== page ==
Ideally, a hero is someone who rises above adversity or faces dangerous situations with valor and courage. In the face of danger and adversity, the courageous actor is willing to be self-sacrificing for the greater good. In this regard, the true meaning of the term hero is one who is distinguished by bravado and near superhuman will to help others in distress at his or her own expense. In the late 19th century Carlyle provides a common understanding of what makes a hero. He writes:
Contemporary heroes however, challenge the true meaning of the term hero. Quite often we canonize people for athleticism, beauty, celebrity status, wealth and a number of other qualities that have little or nothing to do with valor, courage, strength or sacrifice. In this regard, today’s hero rarely possesses any of the qualities and strengths associated with heroism in its true form. One of the most endearing attractions to heroes is the thought that the individual can believe that heroism resides in each of us and we might, if we try, successfully emulate our heroes. However, with today’s assignations of heroism it is entirely impossible to be inspired.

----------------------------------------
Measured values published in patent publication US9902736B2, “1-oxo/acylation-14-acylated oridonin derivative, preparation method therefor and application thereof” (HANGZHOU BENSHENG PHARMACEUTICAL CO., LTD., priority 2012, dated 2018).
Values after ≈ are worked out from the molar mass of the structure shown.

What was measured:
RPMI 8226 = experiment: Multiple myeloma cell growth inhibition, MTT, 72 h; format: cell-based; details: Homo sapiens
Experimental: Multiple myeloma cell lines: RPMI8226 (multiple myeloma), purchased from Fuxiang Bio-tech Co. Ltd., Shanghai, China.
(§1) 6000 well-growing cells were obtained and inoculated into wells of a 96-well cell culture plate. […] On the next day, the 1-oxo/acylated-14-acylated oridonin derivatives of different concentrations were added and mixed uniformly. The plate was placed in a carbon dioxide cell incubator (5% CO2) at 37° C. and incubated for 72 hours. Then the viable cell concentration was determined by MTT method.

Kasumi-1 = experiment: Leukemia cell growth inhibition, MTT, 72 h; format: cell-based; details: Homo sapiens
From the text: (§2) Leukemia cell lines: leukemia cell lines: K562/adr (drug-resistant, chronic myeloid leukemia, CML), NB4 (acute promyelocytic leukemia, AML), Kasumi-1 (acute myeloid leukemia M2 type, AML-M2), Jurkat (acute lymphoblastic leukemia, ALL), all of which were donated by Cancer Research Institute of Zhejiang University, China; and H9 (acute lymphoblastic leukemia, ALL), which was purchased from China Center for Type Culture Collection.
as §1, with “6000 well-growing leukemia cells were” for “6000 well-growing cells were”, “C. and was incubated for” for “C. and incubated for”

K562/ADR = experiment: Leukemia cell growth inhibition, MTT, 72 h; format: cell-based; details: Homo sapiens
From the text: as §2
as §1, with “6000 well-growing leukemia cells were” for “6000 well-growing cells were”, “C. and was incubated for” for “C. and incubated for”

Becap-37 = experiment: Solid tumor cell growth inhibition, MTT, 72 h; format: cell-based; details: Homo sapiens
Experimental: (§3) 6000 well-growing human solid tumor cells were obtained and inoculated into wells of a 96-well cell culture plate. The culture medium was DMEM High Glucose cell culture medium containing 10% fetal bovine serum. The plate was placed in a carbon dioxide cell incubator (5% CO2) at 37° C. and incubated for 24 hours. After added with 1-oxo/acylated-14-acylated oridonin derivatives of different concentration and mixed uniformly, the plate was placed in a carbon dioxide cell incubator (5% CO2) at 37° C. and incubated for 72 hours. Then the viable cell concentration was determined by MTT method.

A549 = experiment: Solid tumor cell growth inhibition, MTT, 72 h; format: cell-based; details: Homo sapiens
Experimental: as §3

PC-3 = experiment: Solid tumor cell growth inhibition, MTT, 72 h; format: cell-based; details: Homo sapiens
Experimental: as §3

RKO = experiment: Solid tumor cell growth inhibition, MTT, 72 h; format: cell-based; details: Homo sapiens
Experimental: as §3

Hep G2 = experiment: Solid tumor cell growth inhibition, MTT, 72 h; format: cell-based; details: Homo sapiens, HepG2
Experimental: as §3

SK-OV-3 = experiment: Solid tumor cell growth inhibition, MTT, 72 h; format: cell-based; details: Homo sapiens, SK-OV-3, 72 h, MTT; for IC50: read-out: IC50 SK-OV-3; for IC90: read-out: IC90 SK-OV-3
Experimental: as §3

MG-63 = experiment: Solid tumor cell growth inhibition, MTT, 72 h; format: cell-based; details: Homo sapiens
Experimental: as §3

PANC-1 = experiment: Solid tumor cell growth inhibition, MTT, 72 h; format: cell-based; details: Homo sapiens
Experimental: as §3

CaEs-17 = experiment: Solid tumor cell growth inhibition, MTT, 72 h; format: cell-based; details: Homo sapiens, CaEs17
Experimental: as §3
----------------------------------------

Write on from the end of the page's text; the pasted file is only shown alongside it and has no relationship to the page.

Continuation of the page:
It is impossible to emulate wealth, beauty, athleticism or celebrity. On the other hand it is possible to emulate bravado, valor, courage and strength. So to this end, today’s heroes, rather than inspire positive feelings, discourage individuals and leave them feeling inadequate and entirely unsuccessful. The truth of the matter is that today, it simply enough to be famous or popular to attain the status of heroism. It has been argued by media observers that today’s youth culture is greatly influenced by media images and representations of heroes. For the most part many of these token heroes are not worthy role models. Essentially, that the media’s representation of heroism leaves an impression on young people. It is hardly surprising that in light of the